Quiet Mind Golf – a very clean golf lesson
This is my first post this week. My excuse is that I’ve been trying to finish editing my upcoming book, Quiet Mind Golf. (My inner perfectionist is in full gallop.)
The following is an excerpt from a draft chapter in which I discuss how you can press pause on your nagging inner critic and your endless stream of swing thoughts. I argue that we play and feel better when our minds our quiet.
I hope you enjoy it, and that you will offer me your feedback either in a comment or in an email to firstname.lastname@example.org. Thx
When your mind is quiet, it doesn’t mean you’ve cleared your mind. When your mind is completely clear, you are dead. It’s not a mystical experience either in which a mysterious fellow in plus fours emerges from the mist and offers you sage wisdom. There’s no time travel, and no chakra clearing, bell ringing, smudging or mantra chanting.
It’s my experience that when people play golf with a quiet mind, they are not putting a mind technique into practice. They are not trying. It’s more like they are allowing and observing.
Does it mean that we’re just swinging away wildly like we didn’t care? That if the ball went anywhere, we would just laugh.
Hardly. Playing golf with a quiet mind requires intention and paying attention. To me it’s closer to what the Buddhists describe as making the right effort.
Words usually fail to articulate the experience, but I believe that playing with a quiet mind is playing in a state of relaxed concentration, as Timothy Gallwey explained in his 1974 classic book, The Inner Game of Tennis. “Concentration is the act of focusing one’s attention,” Gallwey wrote. “As the mind is allowed to focus on a single object, it stills. As the mind is kept in the present, it calms.”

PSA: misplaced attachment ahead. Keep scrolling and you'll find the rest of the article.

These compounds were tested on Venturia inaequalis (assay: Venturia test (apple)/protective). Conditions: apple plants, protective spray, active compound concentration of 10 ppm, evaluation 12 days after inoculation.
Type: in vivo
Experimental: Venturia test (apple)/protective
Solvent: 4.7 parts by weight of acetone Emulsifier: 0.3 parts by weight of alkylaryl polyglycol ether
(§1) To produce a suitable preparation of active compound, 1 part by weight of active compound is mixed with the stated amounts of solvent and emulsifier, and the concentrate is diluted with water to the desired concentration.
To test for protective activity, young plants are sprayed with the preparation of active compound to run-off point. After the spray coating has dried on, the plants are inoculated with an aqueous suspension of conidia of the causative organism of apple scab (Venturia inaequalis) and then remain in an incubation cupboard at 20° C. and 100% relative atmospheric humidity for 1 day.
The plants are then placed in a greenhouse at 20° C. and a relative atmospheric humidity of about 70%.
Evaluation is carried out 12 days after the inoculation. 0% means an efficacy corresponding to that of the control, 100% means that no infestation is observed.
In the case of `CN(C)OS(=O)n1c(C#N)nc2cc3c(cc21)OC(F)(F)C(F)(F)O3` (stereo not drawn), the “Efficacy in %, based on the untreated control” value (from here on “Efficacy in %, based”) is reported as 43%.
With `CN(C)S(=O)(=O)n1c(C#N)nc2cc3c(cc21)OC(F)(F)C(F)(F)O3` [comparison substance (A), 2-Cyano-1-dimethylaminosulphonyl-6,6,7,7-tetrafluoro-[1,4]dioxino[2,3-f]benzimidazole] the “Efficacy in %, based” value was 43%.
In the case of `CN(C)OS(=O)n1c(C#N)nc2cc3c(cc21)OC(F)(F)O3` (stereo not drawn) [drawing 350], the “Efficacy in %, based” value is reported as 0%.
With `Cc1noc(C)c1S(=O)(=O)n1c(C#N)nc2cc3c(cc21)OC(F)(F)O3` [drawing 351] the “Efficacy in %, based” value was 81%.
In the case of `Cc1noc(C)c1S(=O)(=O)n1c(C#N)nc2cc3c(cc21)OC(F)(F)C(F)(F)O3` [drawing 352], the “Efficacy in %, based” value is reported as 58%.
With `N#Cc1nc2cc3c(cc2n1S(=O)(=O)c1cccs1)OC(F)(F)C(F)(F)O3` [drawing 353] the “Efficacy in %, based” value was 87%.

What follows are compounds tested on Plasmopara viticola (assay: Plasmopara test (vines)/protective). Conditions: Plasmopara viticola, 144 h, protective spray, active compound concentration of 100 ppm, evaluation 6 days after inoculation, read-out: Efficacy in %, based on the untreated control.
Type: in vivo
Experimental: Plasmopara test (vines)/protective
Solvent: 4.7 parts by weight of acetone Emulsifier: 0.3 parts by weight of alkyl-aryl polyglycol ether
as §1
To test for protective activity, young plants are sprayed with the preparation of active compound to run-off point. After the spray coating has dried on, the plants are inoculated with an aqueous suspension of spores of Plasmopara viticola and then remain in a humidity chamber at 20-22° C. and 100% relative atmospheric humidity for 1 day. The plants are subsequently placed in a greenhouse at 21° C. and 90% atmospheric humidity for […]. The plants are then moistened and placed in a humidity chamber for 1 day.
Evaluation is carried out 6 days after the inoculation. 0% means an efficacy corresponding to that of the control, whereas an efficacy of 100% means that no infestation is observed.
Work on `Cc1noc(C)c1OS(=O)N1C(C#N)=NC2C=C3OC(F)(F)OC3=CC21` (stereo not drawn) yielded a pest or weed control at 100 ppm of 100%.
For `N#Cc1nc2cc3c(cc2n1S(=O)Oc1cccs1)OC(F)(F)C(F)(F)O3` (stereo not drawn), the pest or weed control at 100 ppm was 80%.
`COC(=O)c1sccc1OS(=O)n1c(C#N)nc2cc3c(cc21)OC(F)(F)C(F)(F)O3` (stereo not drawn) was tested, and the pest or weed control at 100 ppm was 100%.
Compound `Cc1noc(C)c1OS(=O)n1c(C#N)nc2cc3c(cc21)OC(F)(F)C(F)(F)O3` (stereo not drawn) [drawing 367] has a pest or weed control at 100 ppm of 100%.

If you’d like to explore what concentration feels like, I invite you to just pay full attention as you engage in an everyday activity, such as washing the dishes, driving your car, or unloading the dryer.
Rather than listen to music, talk to someone, or think about something else, just pay attention as you, for example, wash the dishes. Be fully attentive to the shape and feeling of a pot in your hands, the temperature of the water, the feeling of the bubbles on your skin, the sound of the water, the smell of the detergent, and so on. When your mind inevitably wanders into thinking, simply bring your attention back to your intention to be fully present to what you are doing.
Now, pick up your putter or a wedge and bring the same kind of attention to making a stroke or chipping a ball. Rather than think about swinging correctly, simply pay attention to what you notice.
That’s concentration. Many golfers have never experienced it, or they haven’t since they were kids.
That simple experience is a great golf lesson. Rather than being caught up in thought, you become more attuned to what you are experiencing when you are hitting a putt or shot. You are better able to notice what you are doing, and what allows for a solid shot and what doesn’t. In short, you learn from your own experience.
The exercise is also an introduction to a form of meditation in which you choose to pay attention to something by simply observing and noticing what’s happening.
Becoming more mindful pays huge dividends in golf, but it’s not easy. It requires ongoing practice because it goes against—for most of us—the culture of golf and decades of behaviour. We are habituated to having a noisy head on the golf course, which leads to self-interference and crappy golf.
Developing the skill of awareness and experiencing relaxed concentration is essential to mastery and responding appropriately to the circumstances of golf and your life.